Prof. Michael Albrecht, University Hospital Dresden, Medical Director: “What is special about the Dresden University Medical Center is the close connection between patient care and science. We have always placed a particular focus on innovative, modern, therapeutic approaches — especially in oncology. The innovative leap that we are now making with the new prototype demonstrates that we are always at the forefront. A role we can only assume thanks to the positive collaboration with our scientific and industrial partners. This is the only way flagship projects like this are possible.”

Prof. Sebastian M. Schmidt, Helmholtz-Zentrum Dresden-Rossendorf, Scientific Director: “Radiation-based cancer research is one of the HZDR's major fields of research. We conduct research for healing. Our particular concern is to quickly set research findings into practice for the benefit of patients. We are fulfilling this aspiration precisely with the new prototype.”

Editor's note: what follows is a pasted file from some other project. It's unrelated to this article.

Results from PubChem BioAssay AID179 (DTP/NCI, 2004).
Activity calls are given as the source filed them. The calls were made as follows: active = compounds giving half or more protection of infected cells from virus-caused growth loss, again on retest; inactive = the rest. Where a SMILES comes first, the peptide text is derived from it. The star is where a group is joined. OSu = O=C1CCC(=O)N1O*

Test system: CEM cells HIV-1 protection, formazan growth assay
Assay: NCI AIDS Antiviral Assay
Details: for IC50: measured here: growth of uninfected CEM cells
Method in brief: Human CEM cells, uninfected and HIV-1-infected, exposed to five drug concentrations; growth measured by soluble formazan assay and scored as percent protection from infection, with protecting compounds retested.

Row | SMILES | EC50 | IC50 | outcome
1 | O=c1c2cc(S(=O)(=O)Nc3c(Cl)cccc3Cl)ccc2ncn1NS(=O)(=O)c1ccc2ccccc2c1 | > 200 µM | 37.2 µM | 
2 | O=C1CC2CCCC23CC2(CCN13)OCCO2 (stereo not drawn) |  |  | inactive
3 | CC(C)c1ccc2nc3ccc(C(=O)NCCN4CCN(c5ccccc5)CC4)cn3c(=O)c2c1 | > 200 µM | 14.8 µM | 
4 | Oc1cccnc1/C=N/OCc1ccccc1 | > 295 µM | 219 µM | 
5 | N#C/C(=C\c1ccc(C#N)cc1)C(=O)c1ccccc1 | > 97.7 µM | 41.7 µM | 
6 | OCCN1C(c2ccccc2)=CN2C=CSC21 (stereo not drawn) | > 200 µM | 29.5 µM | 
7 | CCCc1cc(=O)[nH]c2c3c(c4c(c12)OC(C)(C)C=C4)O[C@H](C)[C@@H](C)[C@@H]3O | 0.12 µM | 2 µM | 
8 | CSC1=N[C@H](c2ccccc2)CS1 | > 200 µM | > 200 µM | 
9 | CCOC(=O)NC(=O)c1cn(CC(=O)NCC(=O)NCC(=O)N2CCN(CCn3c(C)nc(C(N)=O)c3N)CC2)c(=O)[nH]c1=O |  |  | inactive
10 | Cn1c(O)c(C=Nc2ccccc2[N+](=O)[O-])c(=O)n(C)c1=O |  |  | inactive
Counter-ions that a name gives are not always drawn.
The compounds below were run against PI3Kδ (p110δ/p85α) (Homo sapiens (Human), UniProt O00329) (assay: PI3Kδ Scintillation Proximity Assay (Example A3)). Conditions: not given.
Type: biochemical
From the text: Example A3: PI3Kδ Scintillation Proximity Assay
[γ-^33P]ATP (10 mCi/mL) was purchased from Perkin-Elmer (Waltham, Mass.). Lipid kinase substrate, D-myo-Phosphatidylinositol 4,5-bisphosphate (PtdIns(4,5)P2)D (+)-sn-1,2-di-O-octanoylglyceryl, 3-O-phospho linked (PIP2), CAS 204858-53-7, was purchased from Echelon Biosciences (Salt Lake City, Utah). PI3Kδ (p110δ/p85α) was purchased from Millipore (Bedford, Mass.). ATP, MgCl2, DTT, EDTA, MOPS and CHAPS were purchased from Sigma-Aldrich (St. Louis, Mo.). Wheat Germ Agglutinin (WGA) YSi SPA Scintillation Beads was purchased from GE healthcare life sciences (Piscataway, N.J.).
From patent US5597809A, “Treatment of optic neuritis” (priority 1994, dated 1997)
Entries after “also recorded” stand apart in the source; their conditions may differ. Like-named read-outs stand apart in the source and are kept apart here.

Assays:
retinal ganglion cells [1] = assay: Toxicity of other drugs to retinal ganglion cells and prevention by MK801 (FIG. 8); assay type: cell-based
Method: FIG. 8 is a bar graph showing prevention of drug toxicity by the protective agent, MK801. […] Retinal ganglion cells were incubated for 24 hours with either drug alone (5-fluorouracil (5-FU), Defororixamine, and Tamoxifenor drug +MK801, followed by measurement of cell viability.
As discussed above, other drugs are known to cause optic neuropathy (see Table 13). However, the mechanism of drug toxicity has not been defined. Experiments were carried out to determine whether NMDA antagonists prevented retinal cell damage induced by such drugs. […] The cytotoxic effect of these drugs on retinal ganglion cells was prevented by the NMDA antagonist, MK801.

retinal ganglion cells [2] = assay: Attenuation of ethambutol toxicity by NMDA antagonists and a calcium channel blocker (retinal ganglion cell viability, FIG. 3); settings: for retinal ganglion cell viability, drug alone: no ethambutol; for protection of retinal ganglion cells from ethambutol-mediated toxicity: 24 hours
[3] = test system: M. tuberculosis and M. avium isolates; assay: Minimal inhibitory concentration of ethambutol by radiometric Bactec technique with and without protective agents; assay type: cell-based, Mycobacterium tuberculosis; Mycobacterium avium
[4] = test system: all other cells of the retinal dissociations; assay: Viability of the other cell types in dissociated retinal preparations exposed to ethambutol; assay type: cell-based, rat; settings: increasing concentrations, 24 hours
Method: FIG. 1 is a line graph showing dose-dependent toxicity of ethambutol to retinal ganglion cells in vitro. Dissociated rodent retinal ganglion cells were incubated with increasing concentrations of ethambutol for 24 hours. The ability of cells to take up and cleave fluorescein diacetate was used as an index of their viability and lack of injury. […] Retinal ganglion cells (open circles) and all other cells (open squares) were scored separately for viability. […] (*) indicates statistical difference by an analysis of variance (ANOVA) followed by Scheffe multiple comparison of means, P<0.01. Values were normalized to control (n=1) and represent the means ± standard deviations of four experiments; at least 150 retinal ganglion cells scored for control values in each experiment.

Prof. Esther Troost, Dean of the School of Medicine Dresden and Director of the Clinic and Polyclinic for Radiotherapy and Radiation Oncology: “The research alliance of OncoRay – National Center for Radiation Research in Oncology – sees itself as a cross-institutional research platform for medical radiation research in Dresden with a particular focus on translational research. The prototype that has now been inaugurated fits perfectly into this special research environment. Our research goal is to improve cancer treatment through biologically individualized and technologically optimized radiotherapy. We also hope to achieve such improvement with the world's first MRI-guided proton therapy developed here.”

For more information: https://tu-dresden.de/